Increasing caesarean section rates among low-risk groups: a panel study classifying deliveries according to Robson at a university hospital in Tanzania
1 Department of Women’s and Children’s Health, Uppsala University, 751 85, Uppsala, Sweden
2 Department of Obstetrics and Gynaecology, Muhimbili National Hospital, Kallenga street, Upanga, PO Box 65439, Dar es Salaam, Tanzania
3 Department of Public Health and Clinical Medicine, Epidemiology and Global Health, Umeå University, 901 85, Umeå, Sweden
BMC Pregnancy and Childbirth 2013, 13:107 doi:10.1186/1471-2393-13-107Published: 8 May 2013
Rising caesarean section (CS) rates have been observed worldwide in recent decades. This study sought to analyse trends in CS rates and outcomes among a variety of obstetric groups at a university hospital in a low-income country.
We conducted a hospital-based panel study at Muhimbili National Hospital, Dar es Salaam, Tanzania. All deliveries between 2000 and 2011 with gestational age ≥ 28 weeks were included in the study. The 12 years were divided into four periods: 2000 to 2002, 2003 to 2005, 2006 to 2008, and 2009 to 2011. Main outcome measures included CS rate, relative size of obstetric groups, contribution to overall CS rate, perinatal mortality ratio, neonatal distress, and maternal mortality ratio. Time trends were analysed within the ten Robson groups, based on maternal and obstetric characteristics. We applied the χ2 test for trend to determine whether changes were statistically significant. Odds ratios of CS were evaluated using multivariate logistic regression, accounting for maternal age, referral status, and private healthcare insurance.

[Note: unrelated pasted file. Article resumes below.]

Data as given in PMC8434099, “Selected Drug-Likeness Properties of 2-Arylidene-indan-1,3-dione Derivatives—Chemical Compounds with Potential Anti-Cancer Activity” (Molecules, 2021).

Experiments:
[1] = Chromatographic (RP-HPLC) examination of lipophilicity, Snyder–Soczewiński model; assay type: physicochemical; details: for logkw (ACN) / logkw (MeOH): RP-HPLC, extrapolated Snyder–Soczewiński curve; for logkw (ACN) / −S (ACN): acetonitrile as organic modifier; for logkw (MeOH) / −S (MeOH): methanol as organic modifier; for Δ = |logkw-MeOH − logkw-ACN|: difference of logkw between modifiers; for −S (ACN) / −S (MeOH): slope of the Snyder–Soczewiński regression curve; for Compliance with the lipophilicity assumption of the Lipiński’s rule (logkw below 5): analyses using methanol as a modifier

We included 137,094 deliveries. The total CS rate rose from 19% to 49%, involving nine out of ten groups. Multipara without previous CS with single, cephalic pregnancies in spontaneous labour had a CS rate of 33% in 2009 to 2011. Adjusted analysis explained some of the increase. Perinatal mortality and neonatal distress decreased in multiple pregnancies (p < 0.001 and p = 0.003) and nullipara with breech pregnancies (p < 0.001 and p = 0.024). Although not statistically significant, there was an increase in perinatal mortality (p = 0.381) and neonatal distress (p = 0.171) among multipara with single cephalic pregnancies in spontaneous labour. The maternal mortality ratio increased from 463/100, 000 live births in 2000 to 2002 to 650/100, 000 live births in 2009 to 2011 (p = 0.031).
The high CS rate among low-risk groups suggests that many CSs might have been performed on questionable indications. Such a trend may result in even higher CS rates in the future. While CS can improve perinatal outcomes, it does not necessarily do so if performed routinely in low-risk groups.